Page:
1. Explain the meaning of "semi-barbaric" and why it's a perfect adjective to describe both the King and the Princess. How can someone be half cruel, brutal and uncivilized, and half not?
2. Stockton begs the question: "Which came out of the opened door,--the lady, or the tiger?" Write a persuasive argument for which choice the Princess ended up making, and why.
3. Explain why this situation poses an unsolvable problem.
4. Determinism versus Free Will is one of the story's themes. Explain both concepts as revealed in this tale."
5. Think of this tale from the young man's point of view, if he could choose. If he was a Romantic, might he die rather than lose his true love? Or, is he a Realist, settling for survival with a fair maiden? Sure beats being dead.
6. Using the literary device of allegory, the story has two layers of meaning. Explain each layer and what the symbols represent.
7. Relate the concept of "fate" to a situation in your own life where a "choice" wasn't really up to you. Have you ever had to make a "lady or the tiger?" decision?
8. Read the sequel to this story, The Discourager of Hesitancy, and compare the King's "choice" offered to a visiting prince requesting a wife, with the young man's in this story.
9. Think of a story, book, or movie in which the ending was withheld, leaving the reader or audience to determine the ending, or guessing what happens next. (Can't think of one? Try the Harry Potter series). Discuss why this is an appealing technique to keep us coming back for more?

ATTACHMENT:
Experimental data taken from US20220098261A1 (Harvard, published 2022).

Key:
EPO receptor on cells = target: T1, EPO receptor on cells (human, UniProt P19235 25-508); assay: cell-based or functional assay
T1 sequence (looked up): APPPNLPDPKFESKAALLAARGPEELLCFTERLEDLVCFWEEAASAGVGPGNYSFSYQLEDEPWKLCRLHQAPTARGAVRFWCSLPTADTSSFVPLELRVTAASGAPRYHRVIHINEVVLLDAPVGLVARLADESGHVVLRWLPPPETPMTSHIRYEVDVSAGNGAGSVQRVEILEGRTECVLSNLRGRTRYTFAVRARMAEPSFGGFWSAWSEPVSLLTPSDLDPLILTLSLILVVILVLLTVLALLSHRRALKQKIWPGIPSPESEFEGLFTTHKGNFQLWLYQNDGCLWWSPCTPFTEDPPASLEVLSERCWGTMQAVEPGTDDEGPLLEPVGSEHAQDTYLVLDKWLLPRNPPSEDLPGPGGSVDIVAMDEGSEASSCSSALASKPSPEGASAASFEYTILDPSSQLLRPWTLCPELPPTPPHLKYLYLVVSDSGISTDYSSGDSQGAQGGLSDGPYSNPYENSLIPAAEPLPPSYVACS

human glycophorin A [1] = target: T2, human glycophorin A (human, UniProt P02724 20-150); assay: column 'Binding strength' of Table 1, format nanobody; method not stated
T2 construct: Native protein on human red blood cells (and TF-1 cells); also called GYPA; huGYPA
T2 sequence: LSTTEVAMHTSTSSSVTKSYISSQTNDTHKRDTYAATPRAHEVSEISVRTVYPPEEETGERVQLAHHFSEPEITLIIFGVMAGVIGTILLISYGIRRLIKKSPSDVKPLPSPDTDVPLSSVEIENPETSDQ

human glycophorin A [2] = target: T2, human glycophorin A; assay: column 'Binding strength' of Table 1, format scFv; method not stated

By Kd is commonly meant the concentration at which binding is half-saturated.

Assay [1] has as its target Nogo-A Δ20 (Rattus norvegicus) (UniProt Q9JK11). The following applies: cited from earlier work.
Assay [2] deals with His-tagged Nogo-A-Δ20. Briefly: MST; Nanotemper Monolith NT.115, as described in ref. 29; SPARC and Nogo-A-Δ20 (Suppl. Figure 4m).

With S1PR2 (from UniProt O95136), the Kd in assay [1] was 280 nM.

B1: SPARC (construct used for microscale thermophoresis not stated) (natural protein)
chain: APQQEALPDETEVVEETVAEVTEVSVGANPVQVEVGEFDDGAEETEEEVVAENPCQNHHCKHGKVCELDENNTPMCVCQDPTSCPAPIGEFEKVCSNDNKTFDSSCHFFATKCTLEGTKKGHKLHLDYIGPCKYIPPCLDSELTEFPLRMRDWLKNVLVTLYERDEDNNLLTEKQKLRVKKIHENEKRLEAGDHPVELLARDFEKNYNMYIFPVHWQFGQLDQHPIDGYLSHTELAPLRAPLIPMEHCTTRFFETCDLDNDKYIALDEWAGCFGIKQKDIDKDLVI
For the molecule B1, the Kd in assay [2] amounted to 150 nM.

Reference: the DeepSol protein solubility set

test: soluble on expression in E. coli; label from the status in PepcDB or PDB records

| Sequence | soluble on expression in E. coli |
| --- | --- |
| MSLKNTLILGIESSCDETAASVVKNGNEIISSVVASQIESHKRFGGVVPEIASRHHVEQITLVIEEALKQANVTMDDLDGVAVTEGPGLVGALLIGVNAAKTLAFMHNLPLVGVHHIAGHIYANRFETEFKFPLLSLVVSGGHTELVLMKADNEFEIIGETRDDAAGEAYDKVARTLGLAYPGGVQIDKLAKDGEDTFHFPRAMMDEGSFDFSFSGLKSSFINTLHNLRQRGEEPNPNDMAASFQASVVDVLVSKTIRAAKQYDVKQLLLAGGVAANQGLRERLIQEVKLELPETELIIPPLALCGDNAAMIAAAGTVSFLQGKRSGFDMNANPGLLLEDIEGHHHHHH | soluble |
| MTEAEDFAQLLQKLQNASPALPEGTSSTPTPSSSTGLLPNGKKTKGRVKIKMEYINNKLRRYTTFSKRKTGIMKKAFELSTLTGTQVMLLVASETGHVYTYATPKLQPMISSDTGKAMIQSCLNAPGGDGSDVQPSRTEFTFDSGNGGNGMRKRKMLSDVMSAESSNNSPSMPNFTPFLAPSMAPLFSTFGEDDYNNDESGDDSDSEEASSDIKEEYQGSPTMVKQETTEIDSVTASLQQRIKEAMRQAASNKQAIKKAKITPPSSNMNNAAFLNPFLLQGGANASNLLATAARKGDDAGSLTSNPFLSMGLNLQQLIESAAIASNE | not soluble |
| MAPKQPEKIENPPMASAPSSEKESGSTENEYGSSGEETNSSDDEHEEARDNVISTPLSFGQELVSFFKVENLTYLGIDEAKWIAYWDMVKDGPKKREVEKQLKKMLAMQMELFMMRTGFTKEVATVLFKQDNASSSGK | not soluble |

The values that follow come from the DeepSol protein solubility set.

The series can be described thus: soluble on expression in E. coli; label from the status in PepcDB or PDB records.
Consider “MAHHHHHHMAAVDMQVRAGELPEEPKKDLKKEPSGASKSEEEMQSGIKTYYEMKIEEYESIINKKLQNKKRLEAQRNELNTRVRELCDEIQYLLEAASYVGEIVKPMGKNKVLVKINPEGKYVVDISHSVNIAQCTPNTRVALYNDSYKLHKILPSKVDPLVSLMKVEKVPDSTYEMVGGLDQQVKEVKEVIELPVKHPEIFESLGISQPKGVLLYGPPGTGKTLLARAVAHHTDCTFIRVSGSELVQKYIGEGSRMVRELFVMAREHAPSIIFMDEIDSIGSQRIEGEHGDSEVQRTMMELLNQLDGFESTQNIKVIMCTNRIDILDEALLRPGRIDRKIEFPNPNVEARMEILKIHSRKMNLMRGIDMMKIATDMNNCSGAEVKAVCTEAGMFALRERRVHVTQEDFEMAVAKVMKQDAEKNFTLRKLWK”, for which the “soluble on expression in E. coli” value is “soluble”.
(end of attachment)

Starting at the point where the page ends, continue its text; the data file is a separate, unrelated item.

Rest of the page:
Compare The Lady, or the Tiger? themes and literary devices to these stories:
The Discourager of Hesitancy, the story's sequel, in which the reader eagerly hopes to discover which fate the Princess chose for her lover in the first story.
The Monkey's Paw by W.W. Jacobs, which shares the literary device of a dramatically suppressed ending, leaving the reader to figure it out.
Marjorie Daw by Thomas Bailey Aldrich, offers a dramatic surprise ending.
The Most Dangerous Game by Richard Connell, another story with an impossible "choice"-- both of deadly consequence.
The Travelling Companion by Hans Christian Andersen, compare the Princesses' character, motives, and "evilness."
The Cunning Little Tailor by The Brothers Grimm, compare the riddling Princess, and whether both stories share aspects of the fairy tale genre.
Choose one of these Morality Tales and compare its lesson to this story.
Biography and Works by Frank Stockton
Lesson Plans and Activities for The Lady, or the Tiger?
Barbarism and Civilization in The Lady, or the Tiger?
Storyboard That Differentiated Lesson Plan
20 Great American Short Stories